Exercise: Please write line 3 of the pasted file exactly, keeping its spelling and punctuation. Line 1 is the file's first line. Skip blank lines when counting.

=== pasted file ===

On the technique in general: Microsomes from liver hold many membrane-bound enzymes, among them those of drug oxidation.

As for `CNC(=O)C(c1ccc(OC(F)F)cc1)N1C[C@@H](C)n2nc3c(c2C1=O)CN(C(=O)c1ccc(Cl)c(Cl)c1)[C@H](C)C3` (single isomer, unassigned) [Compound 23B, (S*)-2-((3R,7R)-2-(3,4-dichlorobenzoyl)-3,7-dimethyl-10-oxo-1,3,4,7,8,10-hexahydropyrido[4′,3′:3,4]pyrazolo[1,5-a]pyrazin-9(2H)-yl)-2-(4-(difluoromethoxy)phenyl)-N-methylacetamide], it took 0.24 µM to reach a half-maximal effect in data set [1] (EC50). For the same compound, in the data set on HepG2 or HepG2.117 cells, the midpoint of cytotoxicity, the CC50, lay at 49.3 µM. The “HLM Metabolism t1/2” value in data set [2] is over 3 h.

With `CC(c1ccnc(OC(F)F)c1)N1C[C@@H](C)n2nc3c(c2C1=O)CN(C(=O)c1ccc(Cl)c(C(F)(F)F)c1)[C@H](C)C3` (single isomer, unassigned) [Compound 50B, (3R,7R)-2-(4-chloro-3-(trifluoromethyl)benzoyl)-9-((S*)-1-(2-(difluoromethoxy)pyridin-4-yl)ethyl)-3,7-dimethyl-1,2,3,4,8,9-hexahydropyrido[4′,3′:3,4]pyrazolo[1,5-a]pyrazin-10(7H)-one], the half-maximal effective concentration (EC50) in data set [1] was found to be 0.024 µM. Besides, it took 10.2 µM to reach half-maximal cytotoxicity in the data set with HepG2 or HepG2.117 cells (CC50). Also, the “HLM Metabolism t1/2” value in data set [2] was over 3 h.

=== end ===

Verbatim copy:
With `CC(c1ccnc(OC(F)F)c1)N1C[C@@H](C)n2nc3c(c2C1=O)CN(C(=O)c1ccc(Cl)c(C(F)(F)F)c1)[C@H](C)C3` (single isomer, unassigned) [Compound 50B, (3R,7R)-2-(4-chloro-3-(trifluoromethyl)benzoyl)-9-((S*)-1-(2-(difluoromethoxy)pyridin-4-yl)ethyl)-3,7-dimethyl-1,2,3,4,8,9-hexahydropyrido[4′,3′:3,4]pyrazolo[1,5-a]pyrazin-10(7H)-one], the half-maximal effective concentration (EC50) in data set [1] was found to be 0.024 µM. Besides, it took 10.2 µM to reach half-maximal cytotoxicity in the data set with HepG2 or HepG2.117 cells (CC50). Also, the “HLM Metabolism t1/2” value in data set [2] was over 3 h.